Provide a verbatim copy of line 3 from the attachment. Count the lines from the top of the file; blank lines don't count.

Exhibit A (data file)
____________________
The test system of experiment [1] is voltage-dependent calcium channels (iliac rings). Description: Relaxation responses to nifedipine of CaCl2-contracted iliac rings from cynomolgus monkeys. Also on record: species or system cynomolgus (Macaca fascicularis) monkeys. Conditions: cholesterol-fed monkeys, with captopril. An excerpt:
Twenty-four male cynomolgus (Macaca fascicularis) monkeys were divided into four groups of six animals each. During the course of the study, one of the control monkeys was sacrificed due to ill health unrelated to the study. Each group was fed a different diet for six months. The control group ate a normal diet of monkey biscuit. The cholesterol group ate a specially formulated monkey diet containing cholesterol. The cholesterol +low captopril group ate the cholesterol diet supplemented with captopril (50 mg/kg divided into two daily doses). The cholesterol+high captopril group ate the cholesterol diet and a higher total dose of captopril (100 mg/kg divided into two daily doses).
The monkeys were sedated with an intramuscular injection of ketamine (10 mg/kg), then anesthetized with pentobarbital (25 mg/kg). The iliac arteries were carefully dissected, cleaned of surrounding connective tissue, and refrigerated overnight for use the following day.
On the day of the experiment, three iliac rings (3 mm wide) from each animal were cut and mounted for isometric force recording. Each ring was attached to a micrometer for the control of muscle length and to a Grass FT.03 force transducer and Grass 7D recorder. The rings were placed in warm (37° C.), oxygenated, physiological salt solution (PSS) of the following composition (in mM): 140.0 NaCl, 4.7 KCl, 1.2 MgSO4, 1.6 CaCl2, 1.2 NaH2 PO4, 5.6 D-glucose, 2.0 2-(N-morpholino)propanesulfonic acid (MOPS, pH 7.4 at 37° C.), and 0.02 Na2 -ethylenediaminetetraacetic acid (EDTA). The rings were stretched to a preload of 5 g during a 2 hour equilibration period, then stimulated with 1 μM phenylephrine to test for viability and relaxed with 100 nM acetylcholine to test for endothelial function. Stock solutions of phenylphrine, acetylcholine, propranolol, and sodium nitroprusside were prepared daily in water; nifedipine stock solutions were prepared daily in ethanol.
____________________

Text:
The monkeys were sedated with an intramuscular injection of ketamine (10 mg/kg), then anesthetized with pentobarbital (25 mg/kg). The iliac arteries were carefully dissected, cleaned of surrounding connective tissue, and refrigerated overnight for use the following day.